These days, everyone seems to snap candid photos with their mobile phone, and the pocket sized do-everything devices threaten to replace point-and-shoots entirely. I wrote some tips for using camera phones back when they were just starting to get popular, but the technology has improved a lot in the last four years.
This week, let’s take a fresh look at how to get the best photos with your phone.
1. Choose Your Subjects Wisely
Even though some cell phones now offer as many megapixels as traditional point-and-shoot cameras (see “Sony Ericsson, Samsung Duke It Out for Megapixel Supremacy” for evidence), not every scene is a great choice for your camera phone. I see a lot of people trying to take pictures of the stage at concerts, for example. I’m sad to say that pretty much all they will get is a dark frame with a blur of bright light in the middle.
Camera phones might have improved in the last few years, but you’ll still get the best results when you shoot stationary or slow-moving subjects in well-lit locations.
Does that mean you shouldn’t bother trying to take pictures in dark rooms or at that rock show? Of course not–there’s no extra expense, and you’re carrying your phone around anyway. Take lots of pictures; just don’t expect miracles.
2. Keep the Phone Steady
Have you noticed that you get more blurry photos with your camera phone than with your usual camera? It’s not your imagination. The shutter speed is slower, and you very likely have no ability to vary the exposure settings. So for best results, you’ll want to take a deep breath and then let out a slow, steady exhale as you gently trigger the phone’s shutter release. Hold the phone as still as you can, with both hands if possible. It’s not hard, but it does take some practice.
3. Know When the Shutter Goes Click
Another key to getting sharp photos: Get to know the camera’s shutter release. How long does it take for the picture to get taken after you press the button? If there’s a lag, you’ll need to account for that. And if the shutter release is on a touch screen (such as on the Apple iPhone), the shutter probably gets tripped after you lift your finger, not when you press down. Either way, be sure to hold the camera steady while the picture is actually being exposed.
4. Optimize the Camera Settings
Your camera phone probably has a few settings you can use to optimize your exposures. All the same rules apply that you know from using your digital camera. If there’s an ISO setting, take it off Auto. When you’re outdoors in daylight, set the ISO to its lowest value to minimize the digital noise in your picture (which can be pretty bad with a camera phone). In lower light settings, bump the ISO up as high as it’ll go. Check out “Use ISO to Take Low-Light Photos” for ISO advice, and if you end up with a lot of noise in your photos, you can try some of the suggestions in “Eliminate Noise From Your Photos.”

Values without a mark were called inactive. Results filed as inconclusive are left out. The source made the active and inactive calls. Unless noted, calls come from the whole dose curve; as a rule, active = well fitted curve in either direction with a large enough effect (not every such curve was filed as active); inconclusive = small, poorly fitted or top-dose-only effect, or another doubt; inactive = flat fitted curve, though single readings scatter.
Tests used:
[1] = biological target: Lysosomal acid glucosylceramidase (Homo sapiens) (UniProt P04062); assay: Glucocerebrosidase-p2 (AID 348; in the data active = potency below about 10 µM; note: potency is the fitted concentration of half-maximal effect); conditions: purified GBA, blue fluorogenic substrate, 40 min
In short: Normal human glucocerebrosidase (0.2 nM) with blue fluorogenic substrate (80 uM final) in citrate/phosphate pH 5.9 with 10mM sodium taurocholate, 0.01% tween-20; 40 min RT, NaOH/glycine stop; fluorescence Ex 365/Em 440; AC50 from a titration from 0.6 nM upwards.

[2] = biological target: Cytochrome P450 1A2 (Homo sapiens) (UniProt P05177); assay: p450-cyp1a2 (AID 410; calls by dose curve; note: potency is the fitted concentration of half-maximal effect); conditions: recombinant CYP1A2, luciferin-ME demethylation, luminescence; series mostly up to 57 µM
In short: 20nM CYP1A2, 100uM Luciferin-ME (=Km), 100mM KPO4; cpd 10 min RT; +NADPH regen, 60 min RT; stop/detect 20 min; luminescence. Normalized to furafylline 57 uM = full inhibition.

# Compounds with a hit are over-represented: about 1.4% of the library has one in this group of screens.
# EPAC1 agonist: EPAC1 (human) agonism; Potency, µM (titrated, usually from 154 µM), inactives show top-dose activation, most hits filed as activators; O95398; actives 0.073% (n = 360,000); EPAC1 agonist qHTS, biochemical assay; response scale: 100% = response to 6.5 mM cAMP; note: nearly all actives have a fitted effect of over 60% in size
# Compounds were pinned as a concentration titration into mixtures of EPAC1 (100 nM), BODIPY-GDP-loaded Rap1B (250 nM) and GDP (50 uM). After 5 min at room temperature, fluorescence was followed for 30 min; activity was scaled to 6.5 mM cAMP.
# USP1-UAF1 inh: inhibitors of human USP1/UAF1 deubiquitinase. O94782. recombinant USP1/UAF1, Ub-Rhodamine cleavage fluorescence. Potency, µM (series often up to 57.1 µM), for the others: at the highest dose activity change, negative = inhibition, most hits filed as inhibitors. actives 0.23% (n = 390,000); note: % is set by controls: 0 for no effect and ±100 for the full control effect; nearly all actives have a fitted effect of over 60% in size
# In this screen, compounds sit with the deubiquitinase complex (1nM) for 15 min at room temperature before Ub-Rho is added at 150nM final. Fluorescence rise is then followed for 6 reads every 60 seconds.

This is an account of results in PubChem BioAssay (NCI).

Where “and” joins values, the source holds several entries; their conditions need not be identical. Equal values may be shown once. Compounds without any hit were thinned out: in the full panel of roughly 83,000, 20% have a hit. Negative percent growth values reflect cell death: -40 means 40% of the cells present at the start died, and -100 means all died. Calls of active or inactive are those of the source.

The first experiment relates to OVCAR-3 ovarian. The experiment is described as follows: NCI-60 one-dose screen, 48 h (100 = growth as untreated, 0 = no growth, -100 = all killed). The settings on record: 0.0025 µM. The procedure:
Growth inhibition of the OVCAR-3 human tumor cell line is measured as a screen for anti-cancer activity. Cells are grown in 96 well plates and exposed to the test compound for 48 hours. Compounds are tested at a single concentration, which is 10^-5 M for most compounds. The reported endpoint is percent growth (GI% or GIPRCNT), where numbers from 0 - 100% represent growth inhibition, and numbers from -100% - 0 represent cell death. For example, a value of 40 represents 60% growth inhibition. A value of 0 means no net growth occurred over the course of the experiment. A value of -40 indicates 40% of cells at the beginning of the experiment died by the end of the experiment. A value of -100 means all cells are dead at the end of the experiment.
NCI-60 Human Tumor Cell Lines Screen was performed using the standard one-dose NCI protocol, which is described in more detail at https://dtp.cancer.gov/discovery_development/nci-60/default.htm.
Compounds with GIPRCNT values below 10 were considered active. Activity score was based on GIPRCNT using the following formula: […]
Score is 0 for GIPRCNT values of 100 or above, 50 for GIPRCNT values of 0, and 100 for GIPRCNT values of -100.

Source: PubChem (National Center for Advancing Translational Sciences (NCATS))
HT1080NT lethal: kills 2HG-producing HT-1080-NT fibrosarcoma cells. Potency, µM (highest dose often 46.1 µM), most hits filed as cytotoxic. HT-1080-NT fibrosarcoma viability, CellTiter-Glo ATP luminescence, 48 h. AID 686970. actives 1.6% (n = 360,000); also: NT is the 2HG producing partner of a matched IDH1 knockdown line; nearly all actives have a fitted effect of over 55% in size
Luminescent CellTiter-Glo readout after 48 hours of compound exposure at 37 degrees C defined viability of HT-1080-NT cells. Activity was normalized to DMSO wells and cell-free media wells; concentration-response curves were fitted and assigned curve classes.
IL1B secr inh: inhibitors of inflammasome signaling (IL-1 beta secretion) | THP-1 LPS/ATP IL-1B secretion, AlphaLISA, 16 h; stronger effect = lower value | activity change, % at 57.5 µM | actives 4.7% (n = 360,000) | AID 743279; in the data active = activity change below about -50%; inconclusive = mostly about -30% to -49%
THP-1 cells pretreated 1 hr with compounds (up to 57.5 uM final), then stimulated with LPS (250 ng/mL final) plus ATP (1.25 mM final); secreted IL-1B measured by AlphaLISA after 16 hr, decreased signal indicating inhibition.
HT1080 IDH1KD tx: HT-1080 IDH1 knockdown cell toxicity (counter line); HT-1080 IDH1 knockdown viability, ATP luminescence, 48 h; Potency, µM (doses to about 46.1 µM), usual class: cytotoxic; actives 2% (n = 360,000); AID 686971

Likewise, you might have some control over the JPEG image quality. Always go for the lowest compression/best quality option available. After all, camera phone pictures are starting at something of a disadvantage to begin with; don’t compound the problem with lots of photo-damaging compression.
If you have an iPhone, you’re in luck. There’s a collection of really cool programs for the iPhone itself, like these:
Photo fx costs $3, so you know it’s not going to replace Photoshop, but it offers an impressive collection of filters and effects for beautifying your photos, all right from the screen of your iPhone. It’s available from iTunes, so you’ll need to have that program installed before you can download the software.
I just love QuadCamera, a $2 app (also available from iTunes) that combines a sequence of photos taken in quick succession into a variety of layouts. It’s cooler than it sounds.
Hot Pic of the Week
Get published, get famous! Each week, we select our favorite reader-submitted photo based on creativity, originality, and technique.
Here’s how to enter: Send us your photograph in JPEG format, at a resolution no higher than 640 by 480 pixels. Entries at higher resolutions will be immediately disqualified. If necessary, use an image editing program to reduce the file size of your image before e-mailing it to us. Include the title of your photo along with a short description and how you photographed it. Don’t forget to send your name, e-mail address, and postal address. Before entering, please read the full description of the contest rules and regulations.
This Week’s Hot Pic: “Fired Up,” by Valerie Jennings, New York
Valerie says that she took this photo of a fireworks display on New Year’s Eve from her apartment window, overlooking Central Park.
This Week’s Runner-Up: “Reflection of Air Balloons” by Matt Sartori, West Valley City, Utah
Matt writes: “I shot this photo with my Canon 40D during the yearly Hot Air Balloon Festival in Panguitch, Utah. I happened to be walking around my car when I noticed the reflection was really clear on the back window.”